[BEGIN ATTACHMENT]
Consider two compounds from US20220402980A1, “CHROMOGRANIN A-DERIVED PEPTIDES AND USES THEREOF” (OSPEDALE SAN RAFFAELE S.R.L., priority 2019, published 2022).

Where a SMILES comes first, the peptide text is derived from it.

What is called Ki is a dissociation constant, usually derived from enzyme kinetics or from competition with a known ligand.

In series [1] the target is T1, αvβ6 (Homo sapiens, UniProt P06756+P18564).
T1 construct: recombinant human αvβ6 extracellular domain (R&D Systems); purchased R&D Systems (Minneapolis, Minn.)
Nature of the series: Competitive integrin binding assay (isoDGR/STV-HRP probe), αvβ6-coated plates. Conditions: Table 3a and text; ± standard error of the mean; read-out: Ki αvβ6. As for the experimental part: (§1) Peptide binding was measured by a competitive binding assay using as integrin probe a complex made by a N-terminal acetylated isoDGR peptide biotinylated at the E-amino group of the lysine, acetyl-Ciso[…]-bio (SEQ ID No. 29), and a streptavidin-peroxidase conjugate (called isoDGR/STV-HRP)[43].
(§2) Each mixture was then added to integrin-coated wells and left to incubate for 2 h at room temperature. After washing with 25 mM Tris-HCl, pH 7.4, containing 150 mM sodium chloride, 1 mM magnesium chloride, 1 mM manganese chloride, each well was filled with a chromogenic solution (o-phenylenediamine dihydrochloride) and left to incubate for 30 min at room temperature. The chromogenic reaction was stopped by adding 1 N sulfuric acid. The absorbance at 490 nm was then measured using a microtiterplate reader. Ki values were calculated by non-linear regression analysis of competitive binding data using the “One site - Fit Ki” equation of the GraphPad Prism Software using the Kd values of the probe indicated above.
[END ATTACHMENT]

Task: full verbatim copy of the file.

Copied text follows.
Consider two compounds from US20220402980A1, “CHROMOGRANIN A-DERIVED PEPTIDES AND USES THEREOF” (OSPEDALE SAN RAFFAELE S.R.L., priority 2019, published 2022).

Where a SMILES comes first, the peptide text is derived from it.

What is called Ki is a dissociation constant, usually derived from enzyme kinetics or from competition with a known ligand.

In series [1] the target is T1, αvβ6 (Homo sapiens, UniProt P06756+P18564).
T1 construct: recombinant human αvβ6 extracellular domain (R&D Systems); purchased R&D Systems (Minneapolis, Minn.)
Nature of the series: Competitive integrin binding assay (isoDGR/STV-HRP probe), αvβ6-coated plates. Conditions: Table 3a and text; ± standard error of the mean; read-out: Ki αvβ6. As for the experimental part: (§1) Peptide binding was measured by a competitive binding assay using as integrin probe a complex made by a N-terminal acetylated isoDGR peptide biotinylated at the E-amino group of the lysine, acetyl-Ciso[…]-bio (SEQ ID No. 29), and a streptavidin-peroxidase conjugate (called isoDGR/STV-HRP)[43].
(§2) Each mixture was then added to integrin-coated wells and left to incubate for 2 h at room temperature. After washing with 25 mM Tris-HCl, pH 7.4, containing 150 mM sodium chloride, 1 mM magnesium chloride, 1 mM manganese chloride, each well was filled with a chromogenic solution (o-phenylenediamine dihydrochloride) and left to incubate for 30 min at room temperature. The chromogenic reaction was stopped by adding 1 N sulfuric acid. The absorbance at 490 nm was then measured using a microtiterplate reader. Ki values were calculated by non-linear regression analysis of competitive binding data using the “One site - Fit Ki” equation of the GraphPad Prism Software using the Kd values of the probe indicated above.